A Calgary business owner says he shouldn't have to pay a fee to have police respond to alarm calls.

Starting Jan. 1, 2017, police no longer respond to non-emergency alarms without an annual permit, which costs $20 for businesses and $15 for homeowners.

Phil Broadbent, who owns Speedy Brake Apollo Muffler in Montgomery, received the renewal fee notice for his alarm system in the mail this week.

Broadbent says his shop has had its share of vandalism, which is why he has an alarm system.

The new fee caught him off guard, and Broadbent believes the rules are just a cash grab.

"[Police] are paid to respond to crime so if we pay for that through taxes and everything else we pay for, speeding tickets, fines and whatever, I think they have enough money to say 'Hey, we can deal with the job we're supposed to do,'" he said.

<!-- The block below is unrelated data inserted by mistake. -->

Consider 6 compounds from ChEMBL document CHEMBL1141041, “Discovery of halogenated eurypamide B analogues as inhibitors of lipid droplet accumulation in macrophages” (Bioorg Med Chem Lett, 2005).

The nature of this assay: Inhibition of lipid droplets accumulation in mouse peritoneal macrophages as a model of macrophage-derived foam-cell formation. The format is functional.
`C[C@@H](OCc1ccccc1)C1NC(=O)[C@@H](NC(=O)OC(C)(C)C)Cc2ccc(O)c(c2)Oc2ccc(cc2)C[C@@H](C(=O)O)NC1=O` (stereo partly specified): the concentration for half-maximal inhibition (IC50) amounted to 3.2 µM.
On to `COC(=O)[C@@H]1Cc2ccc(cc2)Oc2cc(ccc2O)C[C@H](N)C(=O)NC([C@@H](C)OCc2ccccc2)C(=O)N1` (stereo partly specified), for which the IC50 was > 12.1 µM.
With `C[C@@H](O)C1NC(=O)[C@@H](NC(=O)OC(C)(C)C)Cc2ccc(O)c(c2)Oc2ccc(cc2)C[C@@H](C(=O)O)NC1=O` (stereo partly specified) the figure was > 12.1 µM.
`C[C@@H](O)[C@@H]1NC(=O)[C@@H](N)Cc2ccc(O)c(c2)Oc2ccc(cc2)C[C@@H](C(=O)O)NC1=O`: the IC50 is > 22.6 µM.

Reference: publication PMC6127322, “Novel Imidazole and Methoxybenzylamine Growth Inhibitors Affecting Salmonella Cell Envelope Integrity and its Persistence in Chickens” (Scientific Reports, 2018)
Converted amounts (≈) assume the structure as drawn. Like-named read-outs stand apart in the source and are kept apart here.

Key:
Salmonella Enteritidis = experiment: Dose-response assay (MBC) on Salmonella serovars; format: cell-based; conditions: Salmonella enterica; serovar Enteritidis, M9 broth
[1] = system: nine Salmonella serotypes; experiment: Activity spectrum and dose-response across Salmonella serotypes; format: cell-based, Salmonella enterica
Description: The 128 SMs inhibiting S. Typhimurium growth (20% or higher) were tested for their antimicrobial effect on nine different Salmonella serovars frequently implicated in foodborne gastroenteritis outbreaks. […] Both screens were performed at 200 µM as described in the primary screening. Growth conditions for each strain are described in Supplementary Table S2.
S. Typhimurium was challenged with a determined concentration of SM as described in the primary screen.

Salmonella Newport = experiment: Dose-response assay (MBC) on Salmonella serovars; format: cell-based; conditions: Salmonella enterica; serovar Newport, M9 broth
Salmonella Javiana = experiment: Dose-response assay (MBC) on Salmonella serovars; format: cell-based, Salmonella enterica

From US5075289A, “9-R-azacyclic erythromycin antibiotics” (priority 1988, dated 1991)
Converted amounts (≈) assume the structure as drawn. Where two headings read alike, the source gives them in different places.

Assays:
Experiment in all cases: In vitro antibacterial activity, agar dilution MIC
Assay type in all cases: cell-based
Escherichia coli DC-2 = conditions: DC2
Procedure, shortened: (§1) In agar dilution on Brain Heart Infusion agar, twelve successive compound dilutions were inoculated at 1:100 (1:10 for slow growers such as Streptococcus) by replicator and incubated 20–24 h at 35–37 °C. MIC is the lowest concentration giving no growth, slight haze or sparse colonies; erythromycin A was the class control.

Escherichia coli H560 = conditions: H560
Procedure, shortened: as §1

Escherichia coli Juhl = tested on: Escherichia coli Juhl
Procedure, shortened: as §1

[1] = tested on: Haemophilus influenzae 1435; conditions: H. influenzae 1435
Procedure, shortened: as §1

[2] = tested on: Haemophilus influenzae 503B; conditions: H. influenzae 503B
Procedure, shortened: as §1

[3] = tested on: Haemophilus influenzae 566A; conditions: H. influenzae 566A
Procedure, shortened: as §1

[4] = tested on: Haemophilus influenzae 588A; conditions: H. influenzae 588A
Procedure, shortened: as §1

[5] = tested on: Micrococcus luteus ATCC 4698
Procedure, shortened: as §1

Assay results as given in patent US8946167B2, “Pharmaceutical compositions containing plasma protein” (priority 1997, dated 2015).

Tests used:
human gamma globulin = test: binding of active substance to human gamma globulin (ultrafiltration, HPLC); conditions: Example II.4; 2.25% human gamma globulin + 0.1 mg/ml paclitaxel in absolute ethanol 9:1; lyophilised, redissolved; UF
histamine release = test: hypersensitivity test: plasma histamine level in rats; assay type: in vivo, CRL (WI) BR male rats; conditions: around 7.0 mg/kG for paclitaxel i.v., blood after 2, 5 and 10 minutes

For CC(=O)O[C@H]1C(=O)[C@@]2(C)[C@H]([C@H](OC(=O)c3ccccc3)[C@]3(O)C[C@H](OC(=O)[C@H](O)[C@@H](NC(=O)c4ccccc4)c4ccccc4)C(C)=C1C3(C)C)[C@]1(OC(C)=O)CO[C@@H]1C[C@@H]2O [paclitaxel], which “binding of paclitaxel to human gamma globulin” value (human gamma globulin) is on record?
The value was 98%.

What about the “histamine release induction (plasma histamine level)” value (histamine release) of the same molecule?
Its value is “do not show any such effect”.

Alarm House security

Calgary Police Service started charging an annual fee for residential and commercial alarm system permits in January. (Getty Images)

The changes to alarm fees came after police were responding to about 45 alarms a day, most of which were false.

"When we are attending 96 per cent of false alarms, that is not a very valuable resource of our police members," said Alison Turgeon, alarm co-ordinator with Calgary Police Service.  

Turgeon said there has been a 55 per cent reduction in false alarm calls since the new rules have been in place.

With files from Terri Trembath Articled from the CBC RSS Syndication CBC.ca - RSS Feeds Copyright is that of their respective owners (CBC).

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